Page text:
In addition to the reabsorption of various substances from the filtrate, the kidneys also secrete different substances from the blood into the nephrons.
As described above, one of the functions of the hormone aldosterone is to increase the secretion of potassium. In addition, ammonium (nitrogen waste), various acids and creatinine (nitrogen waste) and a variety of other biochemical products and especially drugs are also secreted into the tubules.
Through tubular secretion the kidneys control and regulate the renal elimination of waste, potassium and control the blood pH (see section below).
Dilute vs. concentrated urine
The kidneys are able to control the concentration of urine according to the body’s needs thus creating dilute or concentrated urine.
When you are sipping a bottle of water steadily throughout the day, you will have a recurrent need to urinate. And every time you do, you will see that your urine is clear and light in colour. At other times, if you do not drink over several hours, the colour of the urine is significantly darker and may havean odour.
In the first case, you have a dilute urine – a urine containing little salt and waste in relation to water quantity. In the latter case, the body needs to conserve water because you are continually losing water through the skin and breath, the kidneys are working to reabsorb most of the water in the filtrate. therefore producing a concentrated urine – a urine with many solutes, with the least possible water.
When referring to the terms dilute and concentrated in a physiological context, we are referring to their concentration relative to the concentration of blood plasma.
The starting point to create thin or concentrated urine is described above under tubular reabsorption. When the filtrate arrives at the distal tubules, most of the water and salts are already reabsorbed and the filtrate is already more dilute. than when first filtered.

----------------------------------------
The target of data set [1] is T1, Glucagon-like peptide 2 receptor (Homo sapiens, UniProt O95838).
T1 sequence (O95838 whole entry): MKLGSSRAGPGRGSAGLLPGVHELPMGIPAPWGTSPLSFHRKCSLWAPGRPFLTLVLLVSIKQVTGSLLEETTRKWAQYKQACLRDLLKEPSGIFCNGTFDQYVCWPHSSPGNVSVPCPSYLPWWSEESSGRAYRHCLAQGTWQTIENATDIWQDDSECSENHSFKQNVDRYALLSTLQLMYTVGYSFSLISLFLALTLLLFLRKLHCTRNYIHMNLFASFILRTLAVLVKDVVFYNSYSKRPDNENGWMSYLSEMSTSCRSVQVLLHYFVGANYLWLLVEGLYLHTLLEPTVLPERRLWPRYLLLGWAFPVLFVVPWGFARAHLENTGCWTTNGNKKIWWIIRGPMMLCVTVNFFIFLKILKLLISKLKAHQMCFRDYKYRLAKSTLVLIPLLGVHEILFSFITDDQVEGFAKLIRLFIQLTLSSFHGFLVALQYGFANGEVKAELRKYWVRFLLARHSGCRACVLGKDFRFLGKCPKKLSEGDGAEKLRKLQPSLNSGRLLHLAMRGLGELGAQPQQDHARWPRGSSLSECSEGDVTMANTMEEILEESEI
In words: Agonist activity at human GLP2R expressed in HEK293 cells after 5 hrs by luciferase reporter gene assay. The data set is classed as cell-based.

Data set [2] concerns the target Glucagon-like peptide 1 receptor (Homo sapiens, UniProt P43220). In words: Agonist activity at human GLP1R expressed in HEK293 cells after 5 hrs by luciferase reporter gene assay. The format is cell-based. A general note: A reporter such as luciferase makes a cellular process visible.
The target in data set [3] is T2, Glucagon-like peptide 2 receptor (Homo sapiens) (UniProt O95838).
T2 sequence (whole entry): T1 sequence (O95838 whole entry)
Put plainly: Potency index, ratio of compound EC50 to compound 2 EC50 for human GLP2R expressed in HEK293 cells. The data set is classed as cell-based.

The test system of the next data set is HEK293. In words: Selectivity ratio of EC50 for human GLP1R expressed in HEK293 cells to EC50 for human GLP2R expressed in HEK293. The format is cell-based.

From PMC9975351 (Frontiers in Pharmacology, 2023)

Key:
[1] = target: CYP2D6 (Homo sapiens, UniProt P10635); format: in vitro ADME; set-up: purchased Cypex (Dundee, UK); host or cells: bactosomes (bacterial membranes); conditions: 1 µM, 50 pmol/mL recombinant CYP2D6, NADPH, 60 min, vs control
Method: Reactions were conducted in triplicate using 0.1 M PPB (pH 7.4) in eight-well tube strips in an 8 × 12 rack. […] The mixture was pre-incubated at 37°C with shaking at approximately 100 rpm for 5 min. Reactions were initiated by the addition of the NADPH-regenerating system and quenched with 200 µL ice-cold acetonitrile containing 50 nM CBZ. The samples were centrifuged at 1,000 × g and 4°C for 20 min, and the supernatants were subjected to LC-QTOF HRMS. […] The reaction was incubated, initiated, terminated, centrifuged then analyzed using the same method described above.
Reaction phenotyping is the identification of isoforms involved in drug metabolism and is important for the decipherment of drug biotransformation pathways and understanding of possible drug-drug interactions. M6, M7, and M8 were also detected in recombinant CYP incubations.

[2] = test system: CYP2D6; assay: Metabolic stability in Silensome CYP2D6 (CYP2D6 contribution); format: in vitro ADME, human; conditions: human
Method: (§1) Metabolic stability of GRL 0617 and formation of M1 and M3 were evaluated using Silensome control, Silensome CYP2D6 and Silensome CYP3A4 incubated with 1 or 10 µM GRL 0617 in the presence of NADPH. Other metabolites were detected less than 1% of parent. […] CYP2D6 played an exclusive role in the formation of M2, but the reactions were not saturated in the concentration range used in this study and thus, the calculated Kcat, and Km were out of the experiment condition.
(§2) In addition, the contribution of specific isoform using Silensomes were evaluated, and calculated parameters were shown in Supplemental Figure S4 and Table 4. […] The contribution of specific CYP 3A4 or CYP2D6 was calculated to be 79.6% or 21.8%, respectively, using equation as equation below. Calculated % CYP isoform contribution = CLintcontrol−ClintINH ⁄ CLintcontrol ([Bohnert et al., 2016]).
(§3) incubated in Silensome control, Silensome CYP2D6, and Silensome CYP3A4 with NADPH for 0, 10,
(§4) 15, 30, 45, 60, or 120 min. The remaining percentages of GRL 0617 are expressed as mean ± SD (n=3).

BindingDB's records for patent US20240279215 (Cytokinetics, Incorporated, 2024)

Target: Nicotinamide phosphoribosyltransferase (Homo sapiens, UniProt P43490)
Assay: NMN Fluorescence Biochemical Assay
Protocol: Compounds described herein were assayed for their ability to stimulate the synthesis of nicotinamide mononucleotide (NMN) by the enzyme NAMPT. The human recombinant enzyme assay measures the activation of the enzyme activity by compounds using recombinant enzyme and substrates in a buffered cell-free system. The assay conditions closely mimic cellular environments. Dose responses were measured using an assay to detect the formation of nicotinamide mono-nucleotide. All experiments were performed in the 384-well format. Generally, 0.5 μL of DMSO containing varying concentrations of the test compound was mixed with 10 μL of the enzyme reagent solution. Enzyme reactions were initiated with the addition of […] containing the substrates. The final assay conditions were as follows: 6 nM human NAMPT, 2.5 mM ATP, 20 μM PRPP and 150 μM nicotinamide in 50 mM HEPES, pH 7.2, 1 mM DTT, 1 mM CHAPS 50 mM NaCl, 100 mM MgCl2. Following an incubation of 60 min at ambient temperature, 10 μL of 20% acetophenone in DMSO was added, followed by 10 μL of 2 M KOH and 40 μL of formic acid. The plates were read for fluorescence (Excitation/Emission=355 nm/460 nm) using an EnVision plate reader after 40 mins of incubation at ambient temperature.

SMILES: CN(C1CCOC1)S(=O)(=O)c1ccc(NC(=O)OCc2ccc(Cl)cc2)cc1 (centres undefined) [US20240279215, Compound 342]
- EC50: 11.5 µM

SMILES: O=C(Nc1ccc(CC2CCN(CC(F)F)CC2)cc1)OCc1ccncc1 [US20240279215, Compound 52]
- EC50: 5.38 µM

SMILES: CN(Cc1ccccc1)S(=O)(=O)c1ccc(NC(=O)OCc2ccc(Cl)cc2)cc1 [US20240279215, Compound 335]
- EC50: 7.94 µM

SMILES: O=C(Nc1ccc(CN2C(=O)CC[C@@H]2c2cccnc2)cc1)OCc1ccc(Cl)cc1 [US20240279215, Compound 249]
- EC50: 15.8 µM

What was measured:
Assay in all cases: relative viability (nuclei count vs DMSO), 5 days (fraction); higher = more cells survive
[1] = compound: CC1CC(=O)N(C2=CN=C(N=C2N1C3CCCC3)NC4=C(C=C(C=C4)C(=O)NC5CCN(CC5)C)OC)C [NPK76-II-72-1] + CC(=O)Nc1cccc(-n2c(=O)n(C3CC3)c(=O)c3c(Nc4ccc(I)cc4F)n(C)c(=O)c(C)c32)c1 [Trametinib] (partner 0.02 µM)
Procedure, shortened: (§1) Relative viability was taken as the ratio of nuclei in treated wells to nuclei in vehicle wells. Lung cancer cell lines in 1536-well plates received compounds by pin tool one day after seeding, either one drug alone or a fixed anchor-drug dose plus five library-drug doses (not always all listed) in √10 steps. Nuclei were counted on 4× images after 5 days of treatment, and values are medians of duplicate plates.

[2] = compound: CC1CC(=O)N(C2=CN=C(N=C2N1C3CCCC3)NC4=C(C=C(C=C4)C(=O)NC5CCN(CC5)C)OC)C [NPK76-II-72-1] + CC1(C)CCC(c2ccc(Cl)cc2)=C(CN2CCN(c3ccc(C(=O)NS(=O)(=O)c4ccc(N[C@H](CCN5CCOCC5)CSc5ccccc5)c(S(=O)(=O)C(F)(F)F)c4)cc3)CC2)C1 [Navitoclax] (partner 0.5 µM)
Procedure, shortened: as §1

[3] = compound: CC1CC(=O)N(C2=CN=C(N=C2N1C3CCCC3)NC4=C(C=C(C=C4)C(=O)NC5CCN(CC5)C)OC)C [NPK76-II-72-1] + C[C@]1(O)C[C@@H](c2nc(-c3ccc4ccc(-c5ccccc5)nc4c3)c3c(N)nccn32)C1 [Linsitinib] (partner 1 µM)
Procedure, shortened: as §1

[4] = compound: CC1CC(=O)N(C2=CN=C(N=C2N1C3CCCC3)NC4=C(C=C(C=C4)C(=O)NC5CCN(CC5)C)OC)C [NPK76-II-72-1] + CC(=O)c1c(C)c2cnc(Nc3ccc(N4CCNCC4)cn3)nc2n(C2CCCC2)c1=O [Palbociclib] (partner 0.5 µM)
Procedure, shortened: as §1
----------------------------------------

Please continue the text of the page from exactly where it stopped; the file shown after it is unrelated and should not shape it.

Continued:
However, if circumstances require the kidneys to make a concentrated urine, that is, that the body is in a state where the fluid levelsare relatively low and salt concentration is relatively high, the pituitary gland secretes anti-diuretic hormone (ADH) which acts on the collecting ducts of the nephrons and increases the uptake of water. Increased water absorption means that the filtrate becomes more and more concentrated as long as it runs through the collecting ducts on the way to the medulla (Fig. 10). Accordingly, the kidneys produce a concentrated urine. ADH is secreted from the pituitary gland only when the salt concentration in the blood is high (exceeds a physiological concentration).
In this way, ADH, regulates the concentration of urine producing either dilute or concentrated urine depending on the water and salt balance in the body.